GAINESVILLE – A new water feature is coming to midtown Gainesville.
Planned for a vacant 4-acre parcel of land between Banks and Parker Streets, with Gordon Avenue to its west, the 2-plus acre pond will eventually be developed into a park as a part of the Midtown Greenway, the urban section of the Islands to Highlands Trail System.
And while the pond and park will create a bucolic setting in the middle of a bustling city, a place where residents can relax and recreate, it actually is being built to help manage storm water run-off.
Construction of a 180-unit mixed use development is scheduled for the former site of the Hall County Jail, and the completion of the QT gas station, all nearby and all uphill from the new pond, have created the situation of what to do with the rainfall that now will be running off rooftops and paved parking lots instead of percolating into the ground.
Cory Jones, Gainesville’s Stormwater Program Civil Engineer, said, “It’s a regional detention pond and the (drainage) basin spans up from the detention pond up to the new Quik Trip…to Jesse Jewell Parkway…and is basically an extension of our Greenway.”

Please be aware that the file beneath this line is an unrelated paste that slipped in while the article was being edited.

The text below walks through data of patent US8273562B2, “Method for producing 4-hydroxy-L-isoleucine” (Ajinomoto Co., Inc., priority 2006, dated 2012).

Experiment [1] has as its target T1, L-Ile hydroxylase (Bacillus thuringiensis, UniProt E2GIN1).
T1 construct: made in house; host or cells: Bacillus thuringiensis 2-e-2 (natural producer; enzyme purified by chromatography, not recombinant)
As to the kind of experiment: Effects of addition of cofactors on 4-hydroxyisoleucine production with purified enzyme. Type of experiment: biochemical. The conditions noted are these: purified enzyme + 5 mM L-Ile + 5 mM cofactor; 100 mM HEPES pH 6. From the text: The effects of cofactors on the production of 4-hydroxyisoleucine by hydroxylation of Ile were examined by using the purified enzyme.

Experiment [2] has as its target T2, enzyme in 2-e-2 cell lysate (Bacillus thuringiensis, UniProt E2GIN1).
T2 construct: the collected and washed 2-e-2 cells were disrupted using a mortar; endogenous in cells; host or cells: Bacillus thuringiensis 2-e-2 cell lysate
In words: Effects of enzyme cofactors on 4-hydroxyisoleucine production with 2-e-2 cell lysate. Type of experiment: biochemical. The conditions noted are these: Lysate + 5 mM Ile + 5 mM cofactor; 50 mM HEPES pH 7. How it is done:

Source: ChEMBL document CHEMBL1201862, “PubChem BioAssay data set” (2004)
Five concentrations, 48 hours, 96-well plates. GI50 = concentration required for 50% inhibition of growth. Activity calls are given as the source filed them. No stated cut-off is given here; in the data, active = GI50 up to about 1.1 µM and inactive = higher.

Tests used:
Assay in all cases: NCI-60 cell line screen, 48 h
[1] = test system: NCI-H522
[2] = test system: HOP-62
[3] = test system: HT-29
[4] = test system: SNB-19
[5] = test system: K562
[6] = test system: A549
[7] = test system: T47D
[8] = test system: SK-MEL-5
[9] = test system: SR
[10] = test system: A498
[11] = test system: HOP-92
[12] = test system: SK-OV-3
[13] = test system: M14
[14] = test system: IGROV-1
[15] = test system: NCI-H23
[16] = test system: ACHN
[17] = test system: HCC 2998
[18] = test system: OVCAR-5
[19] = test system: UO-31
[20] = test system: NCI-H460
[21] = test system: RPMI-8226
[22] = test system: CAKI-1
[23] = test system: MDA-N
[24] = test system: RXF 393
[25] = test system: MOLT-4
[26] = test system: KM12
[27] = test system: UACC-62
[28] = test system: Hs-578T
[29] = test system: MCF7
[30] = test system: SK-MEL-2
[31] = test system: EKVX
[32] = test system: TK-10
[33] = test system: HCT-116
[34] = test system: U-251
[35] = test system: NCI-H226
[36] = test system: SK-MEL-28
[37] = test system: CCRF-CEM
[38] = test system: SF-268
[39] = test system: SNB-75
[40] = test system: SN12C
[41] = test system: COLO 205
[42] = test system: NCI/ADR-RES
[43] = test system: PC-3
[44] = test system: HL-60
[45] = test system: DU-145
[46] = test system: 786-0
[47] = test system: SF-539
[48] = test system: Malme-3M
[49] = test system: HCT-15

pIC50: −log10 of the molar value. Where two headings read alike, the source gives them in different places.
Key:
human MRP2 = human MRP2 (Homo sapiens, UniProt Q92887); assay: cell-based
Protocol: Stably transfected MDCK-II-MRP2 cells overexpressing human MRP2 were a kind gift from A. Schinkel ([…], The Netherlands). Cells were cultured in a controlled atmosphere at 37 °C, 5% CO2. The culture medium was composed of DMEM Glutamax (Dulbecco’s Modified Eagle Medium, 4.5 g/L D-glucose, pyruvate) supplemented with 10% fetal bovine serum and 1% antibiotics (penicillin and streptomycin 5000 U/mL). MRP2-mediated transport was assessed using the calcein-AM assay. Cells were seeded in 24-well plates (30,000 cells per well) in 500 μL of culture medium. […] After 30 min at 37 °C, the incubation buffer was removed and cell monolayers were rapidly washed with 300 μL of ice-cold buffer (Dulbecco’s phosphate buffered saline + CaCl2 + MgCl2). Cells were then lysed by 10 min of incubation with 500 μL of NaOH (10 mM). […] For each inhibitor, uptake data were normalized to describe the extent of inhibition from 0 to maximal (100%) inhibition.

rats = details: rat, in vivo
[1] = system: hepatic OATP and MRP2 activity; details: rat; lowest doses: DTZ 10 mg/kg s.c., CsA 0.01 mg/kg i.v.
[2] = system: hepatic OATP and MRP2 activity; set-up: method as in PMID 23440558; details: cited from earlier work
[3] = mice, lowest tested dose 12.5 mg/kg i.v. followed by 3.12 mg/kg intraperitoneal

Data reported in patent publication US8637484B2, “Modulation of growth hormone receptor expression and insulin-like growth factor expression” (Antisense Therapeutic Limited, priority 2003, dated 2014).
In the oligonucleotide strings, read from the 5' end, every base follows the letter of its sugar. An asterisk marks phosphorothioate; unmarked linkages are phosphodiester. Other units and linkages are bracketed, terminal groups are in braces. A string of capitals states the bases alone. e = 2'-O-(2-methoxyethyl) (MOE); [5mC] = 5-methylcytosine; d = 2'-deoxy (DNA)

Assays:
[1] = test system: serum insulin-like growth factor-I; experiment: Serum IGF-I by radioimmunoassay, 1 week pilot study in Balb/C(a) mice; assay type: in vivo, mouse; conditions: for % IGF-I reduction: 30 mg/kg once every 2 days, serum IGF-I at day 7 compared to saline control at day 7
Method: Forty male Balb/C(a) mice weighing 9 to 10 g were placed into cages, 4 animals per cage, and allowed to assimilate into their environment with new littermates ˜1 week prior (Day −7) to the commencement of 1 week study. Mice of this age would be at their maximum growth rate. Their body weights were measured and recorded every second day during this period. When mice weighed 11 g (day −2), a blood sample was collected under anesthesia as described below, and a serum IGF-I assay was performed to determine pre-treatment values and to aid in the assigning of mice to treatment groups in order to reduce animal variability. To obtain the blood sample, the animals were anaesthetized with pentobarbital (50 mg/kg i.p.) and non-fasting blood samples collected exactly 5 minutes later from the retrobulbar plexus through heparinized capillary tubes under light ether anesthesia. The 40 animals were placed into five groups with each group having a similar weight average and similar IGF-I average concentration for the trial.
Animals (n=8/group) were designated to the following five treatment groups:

“And the old jail property would be served by this pond as far as the detention requirements go,” Jones added. “It’ll fill up during wet weather and then slowly release as drier weather happens.”
Jones says the new site will be similar to the retention pond the city built on High Street several years ago, less than 1000-feet to the south. Storm water run-off is held temporarily before being released into Flat Creek in a controlled fashion, then on to Lake Lanier. This system of stormwater management significantly improves the quality of the water entering Lake Lanier.
Project Manager Chris McGauley said the work at the Banks Street site is now underway and should be completed within nine months. City officials initially approved the idea in 2017 and the estimated cost is $2.8-million.
“The site is about 4.6-acres and the pond takes up approximately half of it,” McGauley explained. The pond on High Street is slightly smaller at approximately 1.4-surface acres.
Once the pond is in service city officials plan to develop the area around it into a mini-park, but those specifics have yet to be determined.